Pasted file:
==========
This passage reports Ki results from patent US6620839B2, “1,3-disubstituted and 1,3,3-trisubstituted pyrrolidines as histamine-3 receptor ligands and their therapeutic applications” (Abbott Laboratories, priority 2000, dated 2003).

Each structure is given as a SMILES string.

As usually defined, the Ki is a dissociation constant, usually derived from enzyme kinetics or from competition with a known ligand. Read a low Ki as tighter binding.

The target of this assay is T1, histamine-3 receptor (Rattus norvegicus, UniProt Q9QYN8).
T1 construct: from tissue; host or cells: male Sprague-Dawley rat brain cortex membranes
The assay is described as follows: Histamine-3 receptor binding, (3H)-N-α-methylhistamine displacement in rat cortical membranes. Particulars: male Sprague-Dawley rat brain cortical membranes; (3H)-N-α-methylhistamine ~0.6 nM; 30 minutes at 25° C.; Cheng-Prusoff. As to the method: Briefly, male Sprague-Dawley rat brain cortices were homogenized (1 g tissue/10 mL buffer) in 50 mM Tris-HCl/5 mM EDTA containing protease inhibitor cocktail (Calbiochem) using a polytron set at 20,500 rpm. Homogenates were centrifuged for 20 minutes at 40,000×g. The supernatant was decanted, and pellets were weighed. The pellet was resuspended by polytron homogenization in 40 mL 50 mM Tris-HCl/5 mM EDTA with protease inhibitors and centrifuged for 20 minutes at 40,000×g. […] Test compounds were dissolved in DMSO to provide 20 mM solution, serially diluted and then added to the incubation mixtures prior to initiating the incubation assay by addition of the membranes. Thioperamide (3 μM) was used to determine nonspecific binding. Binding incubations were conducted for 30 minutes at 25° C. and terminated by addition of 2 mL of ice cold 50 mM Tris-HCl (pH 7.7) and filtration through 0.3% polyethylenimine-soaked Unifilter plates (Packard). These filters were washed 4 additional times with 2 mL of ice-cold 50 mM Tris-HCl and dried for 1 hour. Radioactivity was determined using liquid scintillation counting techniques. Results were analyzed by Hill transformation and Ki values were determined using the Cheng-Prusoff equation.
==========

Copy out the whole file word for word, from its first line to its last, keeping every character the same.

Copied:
This passage reports Ki results from patent US6620839B2, “1,3-disubstituted and 1,3,3-trisubstituted pyrrolidines as histamine-3 receptor ligands and their therapeutic applications” (Abbott Laboratories, priority 2000, dated 2003).

Each structure is given as a SMILES string.

As usually defined, the Ki is a dissociation constant, usually derived from enzyme kinetics or from competition with a known ligand. Read a low Ki as tighter binding.

The target of this assay is T1, histamine-3 receptor (Rattus norvegicus, UniProt Q9QYN8).
T1 construct: from tissue; host or cells: male Sprague-Dawley rat brain cortex membranes
The assay is described as follows: Histamine-3 receptor binding, (3H)-N-α-methylhistamine displacement in rat cortical membranes. Particulars: male Sprague-Dawley rat brain cortical membranes; (3H)-N-α-methylhistamine ~0.6 nM; 30 minutes at 25° C.; Cheng-Prusoff. As to the method: Briefly, male Sprague-Dawley rat brain cortices were homogenized (1 g tissue/10 mL buffer) in 50 mM Tris-HCl/5 mM EDTA containing protease inhibitor cocktail (Calbiochem) using a polytron set at 20,500 rpm. Homogenates were centrifuged for 20 minutes at 40,000×g. The supernatant was decanted, and pellets were weighed. The pellet was resuspended by polytron homogenization in 40 mL 50 mM Tris-HCl/5 mM EDTA with protease inhibitors and centrifuged for 20 minutes at 40,000×g. […] Test compounds were dissolved in DMSO to provide 20 mM solution, serially diluted and then added to the incubation mixtures prior to initiating the incubation assay by addition of the membranes. Thioperamide (3 μM) was used to determine nonspecific binding. Binding incubations were conducted for 30 minutes at 25° C. and terminated by addition of 2 mL of ice cold 50 mM Tris-HCl (pH 7.7) and filtration through 0.3% polyethylenimine-soaked Unifilter plates (Packard). These filters were washed 4 additional times with 2 mL of ice-cold 50 mM Tris-HCl and dried for 1 hour. Radioactivity was determined using liquid scintillation counting techniques. Results were analyzed by Hill transformation and Ki values were determined using the Cheng-Prusoff equation.